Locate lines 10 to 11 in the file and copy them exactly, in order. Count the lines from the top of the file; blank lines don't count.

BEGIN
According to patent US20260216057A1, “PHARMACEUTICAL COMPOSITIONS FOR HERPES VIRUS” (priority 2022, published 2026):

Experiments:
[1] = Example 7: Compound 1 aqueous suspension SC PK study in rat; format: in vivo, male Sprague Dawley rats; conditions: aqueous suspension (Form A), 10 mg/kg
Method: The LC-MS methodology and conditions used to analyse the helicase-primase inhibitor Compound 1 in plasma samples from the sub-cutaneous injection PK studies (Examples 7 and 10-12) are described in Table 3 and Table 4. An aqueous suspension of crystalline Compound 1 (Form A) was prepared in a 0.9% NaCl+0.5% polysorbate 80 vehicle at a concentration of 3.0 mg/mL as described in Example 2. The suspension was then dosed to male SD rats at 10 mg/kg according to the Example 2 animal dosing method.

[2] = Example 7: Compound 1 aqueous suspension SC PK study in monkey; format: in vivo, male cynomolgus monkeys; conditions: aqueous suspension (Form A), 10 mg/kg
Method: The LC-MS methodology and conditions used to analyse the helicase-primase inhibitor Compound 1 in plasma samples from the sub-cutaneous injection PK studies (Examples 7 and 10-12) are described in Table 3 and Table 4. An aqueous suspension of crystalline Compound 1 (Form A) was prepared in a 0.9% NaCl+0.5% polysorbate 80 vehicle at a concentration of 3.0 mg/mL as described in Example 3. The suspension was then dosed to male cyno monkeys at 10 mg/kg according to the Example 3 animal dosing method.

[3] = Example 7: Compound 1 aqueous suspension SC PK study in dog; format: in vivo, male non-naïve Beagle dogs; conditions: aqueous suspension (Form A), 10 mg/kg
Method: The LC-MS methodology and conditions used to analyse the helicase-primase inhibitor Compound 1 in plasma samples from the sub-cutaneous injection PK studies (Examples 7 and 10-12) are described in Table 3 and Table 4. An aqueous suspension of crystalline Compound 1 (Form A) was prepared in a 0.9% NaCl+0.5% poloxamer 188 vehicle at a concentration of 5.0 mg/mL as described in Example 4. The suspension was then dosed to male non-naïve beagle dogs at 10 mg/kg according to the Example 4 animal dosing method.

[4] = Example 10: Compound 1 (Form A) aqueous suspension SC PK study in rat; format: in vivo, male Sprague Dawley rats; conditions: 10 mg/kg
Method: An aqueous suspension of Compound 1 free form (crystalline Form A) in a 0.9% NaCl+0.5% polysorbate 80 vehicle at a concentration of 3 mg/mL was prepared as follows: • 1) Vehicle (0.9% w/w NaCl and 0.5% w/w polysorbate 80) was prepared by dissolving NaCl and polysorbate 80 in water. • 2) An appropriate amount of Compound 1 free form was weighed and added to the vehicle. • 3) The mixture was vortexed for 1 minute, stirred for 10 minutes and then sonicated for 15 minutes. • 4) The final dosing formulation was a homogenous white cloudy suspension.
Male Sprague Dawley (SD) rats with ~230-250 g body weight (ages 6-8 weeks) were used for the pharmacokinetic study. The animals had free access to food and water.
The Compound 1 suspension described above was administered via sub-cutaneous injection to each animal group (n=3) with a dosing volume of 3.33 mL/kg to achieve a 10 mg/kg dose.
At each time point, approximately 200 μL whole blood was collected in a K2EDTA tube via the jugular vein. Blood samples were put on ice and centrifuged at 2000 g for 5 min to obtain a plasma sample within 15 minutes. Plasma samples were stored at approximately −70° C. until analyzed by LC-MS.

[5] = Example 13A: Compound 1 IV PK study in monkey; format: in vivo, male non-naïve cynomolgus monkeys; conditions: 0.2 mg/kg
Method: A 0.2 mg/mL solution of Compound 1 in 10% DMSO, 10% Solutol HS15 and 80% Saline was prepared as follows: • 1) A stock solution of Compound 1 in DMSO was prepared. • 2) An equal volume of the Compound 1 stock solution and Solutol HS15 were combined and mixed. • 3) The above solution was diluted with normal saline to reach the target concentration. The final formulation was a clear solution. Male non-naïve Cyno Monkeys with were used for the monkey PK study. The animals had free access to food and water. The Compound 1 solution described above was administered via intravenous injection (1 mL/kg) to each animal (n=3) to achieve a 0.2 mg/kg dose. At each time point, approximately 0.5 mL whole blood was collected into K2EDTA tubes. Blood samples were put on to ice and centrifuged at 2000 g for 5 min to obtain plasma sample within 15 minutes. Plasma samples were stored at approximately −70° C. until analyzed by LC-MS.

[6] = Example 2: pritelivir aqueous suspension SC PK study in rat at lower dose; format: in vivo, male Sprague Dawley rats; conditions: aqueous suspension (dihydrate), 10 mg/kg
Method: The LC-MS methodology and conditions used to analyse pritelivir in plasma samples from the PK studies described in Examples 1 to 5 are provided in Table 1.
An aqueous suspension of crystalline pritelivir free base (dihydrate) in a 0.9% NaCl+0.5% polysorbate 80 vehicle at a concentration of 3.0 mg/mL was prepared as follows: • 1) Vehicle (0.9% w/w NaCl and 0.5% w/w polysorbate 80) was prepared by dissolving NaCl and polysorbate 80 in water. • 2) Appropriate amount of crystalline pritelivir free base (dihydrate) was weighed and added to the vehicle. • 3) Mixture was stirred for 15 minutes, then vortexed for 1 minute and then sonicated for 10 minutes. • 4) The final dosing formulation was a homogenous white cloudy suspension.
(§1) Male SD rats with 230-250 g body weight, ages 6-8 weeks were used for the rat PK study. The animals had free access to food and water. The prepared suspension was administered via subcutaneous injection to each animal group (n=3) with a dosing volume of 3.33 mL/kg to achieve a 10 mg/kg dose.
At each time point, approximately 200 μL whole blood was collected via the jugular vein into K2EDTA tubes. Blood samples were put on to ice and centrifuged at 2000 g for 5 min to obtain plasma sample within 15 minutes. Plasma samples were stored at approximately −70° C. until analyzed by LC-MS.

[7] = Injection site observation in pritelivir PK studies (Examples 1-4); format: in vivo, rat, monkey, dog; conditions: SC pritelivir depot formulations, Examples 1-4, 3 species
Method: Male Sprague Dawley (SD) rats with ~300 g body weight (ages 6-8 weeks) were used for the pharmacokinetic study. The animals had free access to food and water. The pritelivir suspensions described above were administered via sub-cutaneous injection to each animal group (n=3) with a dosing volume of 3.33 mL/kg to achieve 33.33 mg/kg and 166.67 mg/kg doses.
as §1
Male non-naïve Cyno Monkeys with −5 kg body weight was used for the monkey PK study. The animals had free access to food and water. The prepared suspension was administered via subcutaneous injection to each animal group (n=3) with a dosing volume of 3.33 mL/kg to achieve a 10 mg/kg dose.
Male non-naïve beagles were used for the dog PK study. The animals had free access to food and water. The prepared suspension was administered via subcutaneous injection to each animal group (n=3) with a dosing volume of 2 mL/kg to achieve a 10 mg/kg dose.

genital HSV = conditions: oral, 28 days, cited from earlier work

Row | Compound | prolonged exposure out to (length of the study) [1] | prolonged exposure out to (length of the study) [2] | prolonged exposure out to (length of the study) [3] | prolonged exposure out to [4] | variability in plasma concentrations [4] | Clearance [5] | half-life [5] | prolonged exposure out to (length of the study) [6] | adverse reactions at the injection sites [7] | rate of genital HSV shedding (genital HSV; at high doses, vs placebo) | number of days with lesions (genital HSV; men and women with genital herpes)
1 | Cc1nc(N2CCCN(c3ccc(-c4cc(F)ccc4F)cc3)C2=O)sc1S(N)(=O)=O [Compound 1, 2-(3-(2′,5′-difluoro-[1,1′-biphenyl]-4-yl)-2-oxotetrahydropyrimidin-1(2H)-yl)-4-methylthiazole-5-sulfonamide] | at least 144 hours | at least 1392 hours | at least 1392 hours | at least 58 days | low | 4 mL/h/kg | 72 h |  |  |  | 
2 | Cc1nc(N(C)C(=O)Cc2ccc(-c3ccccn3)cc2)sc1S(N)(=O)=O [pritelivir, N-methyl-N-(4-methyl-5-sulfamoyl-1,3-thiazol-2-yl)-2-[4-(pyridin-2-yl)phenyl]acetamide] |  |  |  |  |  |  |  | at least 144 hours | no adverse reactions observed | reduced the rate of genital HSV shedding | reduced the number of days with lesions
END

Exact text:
Method: An aqueous suspension of Compound 1 free form (crystalline Form A) in a 0.9% NaCl+0.5% polysorbate 80 vehicle at a concentration of 3 mg/mL was prepared as follows: • 1) Vehicle (0.9% w/w NaCl and 0.5% w/w polysorbate 80) was prepared by dissolving NaCl and polysorbate 80 in water. • 2) An appropriate amount of Compound 1 free form was weighed and added to the vehicle. • 3) The mixture was vortexed for 1 minute, stirred for 10 minutes and then sonicated for 15 minutes. • 4) The final dosing formulation was a homogenous white cloudy suspension.
Male Sprague Dawley (SD) rats with ~230-250 g body weight (ages 6-8 weeks) were used for the pharmacokinetic study. The animals had free access to food and water.